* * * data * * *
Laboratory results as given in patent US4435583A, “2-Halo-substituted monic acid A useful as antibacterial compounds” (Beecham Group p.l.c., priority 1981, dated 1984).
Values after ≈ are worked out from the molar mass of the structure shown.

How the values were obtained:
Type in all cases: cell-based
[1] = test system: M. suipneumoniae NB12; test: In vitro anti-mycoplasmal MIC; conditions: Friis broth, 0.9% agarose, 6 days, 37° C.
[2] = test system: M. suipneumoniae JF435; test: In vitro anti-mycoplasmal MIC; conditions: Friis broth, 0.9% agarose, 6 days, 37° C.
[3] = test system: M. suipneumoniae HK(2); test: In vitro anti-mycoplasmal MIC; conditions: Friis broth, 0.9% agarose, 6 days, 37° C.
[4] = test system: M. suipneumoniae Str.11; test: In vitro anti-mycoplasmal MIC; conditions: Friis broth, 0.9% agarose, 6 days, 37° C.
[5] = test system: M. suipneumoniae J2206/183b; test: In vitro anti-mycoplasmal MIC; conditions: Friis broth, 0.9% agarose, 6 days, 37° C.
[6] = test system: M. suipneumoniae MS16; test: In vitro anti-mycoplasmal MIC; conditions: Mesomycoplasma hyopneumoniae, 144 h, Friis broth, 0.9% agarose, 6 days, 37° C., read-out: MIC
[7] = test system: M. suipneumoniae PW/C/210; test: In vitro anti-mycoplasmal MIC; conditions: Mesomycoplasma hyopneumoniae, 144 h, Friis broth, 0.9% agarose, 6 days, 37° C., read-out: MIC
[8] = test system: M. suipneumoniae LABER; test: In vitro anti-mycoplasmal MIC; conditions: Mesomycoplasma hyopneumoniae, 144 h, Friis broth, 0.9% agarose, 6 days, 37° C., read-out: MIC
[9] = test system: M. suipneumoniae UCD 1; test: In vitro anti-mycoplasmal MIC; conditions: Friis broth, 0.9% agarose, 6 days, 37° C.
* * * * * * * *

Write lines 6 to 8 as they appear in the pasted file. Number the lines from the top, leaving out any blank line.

[2] = test system: M. suipneumoniae JF435; test: In vitro anti-mycoplasmal MIC; conditions: Friis broth, 0.9% agarose, 6 days, 37° C.
[3] = test system: M. suipneumoniae HK(2); test: In vitro anti-mycoplasmal MIC; conditions: Friis broth, 0.9% agarose, 6 days, 37° C.
[4] = test system: M. suipneumoniae Str.11; test: In vitro anti-mycoplasmal MIC; conditions: Friis broth, 0.9% agarose, 6 days, 37° C.